Apple Trees are a Delicious Investment

By The Old Farmer's Almanac
Sep 21, 2017
Apple trees are an excellent investment.

Apples are easy to grow, wonderful in flavor, and dwarf ones will fit in the smallest yard.

Doreen G. Howard


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Have you thought about growing your own apples, pears, and Asian pears? 

They’re easy, and super-dwarfing rootstock allows you to grow a tree in the smallest space.  I mention pears and Asian pears, because they’re similar in culture to apples and also store well for long periods.

I have seven apple, two Asian pear and one pear tree in a 4-by-30-foot strip.  My mini-orchard produces enough fruit to stow for eating fresh throughout the winter, some to dry and plenty to make into applesauce and pear jam.

The trick for a large bounty of luscious fruit in a small area is picking trees on the right rootstock.  All fruit trees are grafted on to dwarfing or nematode-resistant or extra hardy roots from another cultivar, developed for their specific qualities.

I'm picking Pixie Crunch apples last September in my tiny orchard.  Ten trees take up little space.

The grafting process can be complicated.  The desired variety or cultivar is attached to the rootstock (cambium, xylem and phloem layers are matched) and the union is sealed with wax and tape and then planted in bed or large container to grow.  I readily admit that I am all thumbs and cannot graft.  Luckily, there are plenty of mail order nurseries that specialize in fruit trees on various rootstocks.

Le Nain Vert is a gentically dwarf pear tree that is barely five feet tall and tidy in spread.  Fruit is firm and delicious!

After you pick your trees, they will arrive bare root, meaning the roots are not in dirt.  They'll be shipped to you at the right time to plant, when the ground has thawed and warmed a bit.  Soak the roots in a bucket of water overnight, at least, or up to three days, before planting.  Dig a large hole so that roots can be spread.  Position the tree so that the graft union (the bumpy spot on the trunk) is at least three inches above the soil line.  Otherwise, the rootstock will grow and over take the grafted cultivar.

Organic care is easy.  Look at my previous blog about how to do it.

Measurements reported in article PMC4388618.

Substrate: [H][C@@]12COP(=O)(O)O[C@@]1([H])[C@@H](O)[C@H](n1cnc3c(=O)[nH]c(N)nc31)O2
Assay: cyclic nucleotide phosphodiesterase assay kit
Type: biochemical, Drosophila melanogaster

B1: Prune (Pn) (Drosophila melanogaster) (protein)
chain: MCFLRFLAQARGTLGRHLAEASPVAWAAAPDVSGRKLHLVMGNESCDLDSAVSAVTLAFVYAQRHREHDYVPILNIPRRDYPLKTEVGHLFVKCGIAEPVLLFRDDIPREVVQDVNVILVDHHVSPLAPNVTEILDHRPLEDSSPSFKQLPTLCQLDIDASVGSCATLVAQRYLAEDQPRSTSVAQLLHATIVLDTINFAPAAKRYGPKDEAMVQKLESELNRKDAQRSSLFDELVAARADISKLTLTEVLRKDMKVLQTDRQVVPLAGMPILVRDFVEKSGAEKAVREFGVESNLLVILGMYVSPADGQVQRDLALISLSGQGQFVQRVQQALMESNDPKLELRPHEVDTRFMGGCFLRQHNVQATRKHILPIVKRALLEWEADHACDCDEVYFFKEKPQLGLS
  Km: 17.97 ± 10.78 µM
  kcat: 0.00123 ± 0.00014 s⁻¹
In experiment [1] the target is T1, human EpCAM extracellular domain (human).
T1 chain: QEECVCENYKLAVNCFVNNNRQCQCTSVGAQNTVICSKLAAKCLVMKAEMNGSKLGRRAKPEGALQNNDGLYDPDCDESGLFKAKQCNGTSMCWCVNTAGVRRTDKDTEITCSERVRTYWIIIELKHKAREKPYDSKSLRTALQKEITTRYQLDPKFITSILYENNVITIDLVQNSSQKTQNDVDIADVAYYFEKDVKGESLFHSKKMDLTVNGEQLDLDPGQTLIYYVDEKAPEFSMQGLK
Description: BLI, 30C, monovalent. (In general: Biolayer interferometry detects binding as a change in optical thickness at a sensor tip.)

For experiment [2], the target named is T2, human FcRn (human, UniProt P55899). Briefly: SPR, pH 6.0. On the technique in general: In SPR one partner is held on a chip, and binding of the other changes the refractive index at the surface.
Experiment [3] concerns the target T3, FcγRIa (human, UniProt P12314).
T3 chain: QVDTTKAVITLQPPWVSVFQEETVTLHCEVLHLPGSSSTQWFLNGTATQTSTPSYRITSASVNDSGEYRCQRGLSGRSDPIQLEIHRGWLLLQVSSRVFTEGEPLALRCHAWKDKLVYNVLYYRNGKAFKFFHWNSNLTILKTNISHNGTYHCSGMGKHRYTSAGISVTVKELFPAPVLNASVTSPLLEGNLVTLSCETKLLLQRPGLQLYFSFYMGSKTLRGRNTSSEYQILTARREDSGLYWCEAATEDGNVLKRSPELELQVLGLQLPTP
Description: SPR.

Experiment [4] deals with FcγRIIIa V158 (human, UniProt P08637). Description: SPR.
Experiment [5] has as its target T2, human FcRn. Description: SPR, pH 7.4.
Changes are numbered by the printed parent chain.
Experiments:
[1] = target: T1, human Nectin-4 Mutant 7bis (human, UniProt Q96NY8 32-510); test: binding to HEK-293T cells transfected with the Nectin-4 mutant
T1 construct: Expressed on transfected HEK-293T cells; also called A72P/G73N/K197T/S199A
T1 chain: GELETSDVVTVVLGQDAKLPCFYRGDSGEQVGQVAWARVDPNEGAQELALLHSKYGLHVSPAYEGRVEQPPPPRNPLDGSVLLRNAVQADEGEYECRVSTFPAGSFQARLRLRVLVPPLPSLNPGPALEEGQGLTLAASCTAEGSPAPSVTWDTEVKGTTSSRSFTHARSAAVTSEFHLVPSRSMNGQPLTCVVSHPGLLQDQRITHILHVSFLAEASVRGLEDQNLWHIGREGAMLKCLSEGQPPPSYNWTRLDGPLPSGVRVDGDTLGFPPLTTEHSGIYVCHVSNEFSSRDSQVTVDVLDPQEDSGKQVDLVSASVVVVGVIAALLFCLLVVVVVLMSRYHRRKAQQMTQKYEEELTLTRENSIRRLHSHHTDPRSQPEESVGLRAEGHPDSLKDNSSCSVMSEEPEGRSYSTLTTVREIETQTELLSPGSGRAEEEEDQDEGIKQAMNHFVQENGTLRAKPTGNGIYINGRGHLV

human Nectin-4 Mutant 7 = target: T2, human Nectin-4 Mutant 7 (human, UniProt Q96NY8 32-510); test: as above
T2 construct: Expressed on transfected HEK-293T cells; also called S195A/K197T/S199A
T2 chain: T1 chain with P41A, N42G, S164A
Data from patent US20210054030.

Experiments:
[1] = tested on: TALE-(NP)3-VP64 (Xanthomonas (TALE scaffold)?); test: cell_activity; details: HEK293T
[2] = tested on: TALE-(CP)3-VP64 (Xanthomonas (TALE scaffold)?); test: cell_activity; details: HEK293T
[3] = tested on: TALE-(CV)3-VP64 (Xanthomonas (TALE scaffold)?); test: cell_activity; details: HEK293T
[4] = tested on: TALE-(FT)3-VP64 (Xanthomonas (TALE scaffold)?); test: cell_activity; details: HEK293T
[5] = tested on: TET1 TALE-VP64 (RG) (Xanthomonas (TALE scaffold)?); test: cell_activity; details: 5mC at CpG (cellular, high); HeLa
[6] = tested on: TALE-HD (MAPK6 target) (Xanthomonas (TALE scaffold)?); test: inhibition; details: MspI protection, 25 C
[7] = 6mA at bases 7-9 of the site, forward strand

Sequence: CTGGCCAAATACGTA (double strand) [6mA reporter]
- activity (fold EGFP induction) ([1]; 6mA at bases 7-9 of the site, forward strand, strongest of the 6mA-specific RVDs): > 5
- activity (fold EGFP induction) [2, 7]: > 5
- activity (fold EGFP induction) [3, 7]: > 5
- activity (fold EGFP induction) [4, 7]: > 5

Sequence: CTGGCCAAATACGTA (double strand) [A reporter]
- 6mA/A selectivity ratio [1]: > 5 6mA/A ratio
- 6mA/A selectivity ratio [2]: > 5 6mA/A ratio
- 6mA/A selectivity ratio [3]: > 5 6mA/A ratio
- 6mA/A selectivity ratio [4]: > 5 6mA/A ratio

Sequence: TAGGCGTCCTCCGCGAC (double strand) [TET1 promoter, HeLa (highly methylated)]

This Wealthy apple tree, grafted on to M27 rootstock, is only four feet tall.  It fits easily in a flower bed.

The right dwarf rootstock

Here is a rundown of the best rootstocks to seek when purchasing trees.  There’s one for every climate, just as there are apple cultivars for everywhere.  Even in the hottest climate a tasty apple like Anna will grow on the right rootstock.


Bud 9:  8 feet; very cold hardy; use in USDA Climate Zones 3 to 5.

M9:  8 to 10 feet; tolerant of wet soils; Zones 5 to 8; protect roots with snow cover in colder areas.

M27:  6 to 8 feet; requires extra moisture so irrigate often; Zones 5 to 8.

MM106:  10 to 12 feet; excellent for hot climates; Zone 8 to 10.

Pears, including Asian Pears

OHXF33:  10 to 16 feet; easily kept smaller with summer pruning; cold-hardy; precocious, bearing fruit after a year or two in the ground; Zones 4 to 8.

OHXF51:  8 to 12 feet; the best rootstock for hot, humid climates; Zones 6 to 9.

Quince:  4 to 10 feet; significantly dwarfs pear trees.  Compatible only with Comic, Anjou and Seckel pears; best for hot, humid climates with clay soils; not cold-hardy; Zones 7 to 9.



About This Blog

Get inspired by Robin Sweetser's backyard gardening tips. Robin has been a contributor to The Old Farmer's Almanac and the All-Seasons Garden Guide for many years. She and her partner Tom have a small greenhouse business and also sell plants, cut flowers, and vegetables at their local Farmer's Market.

Reader Comments

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Friit trees in upstate SC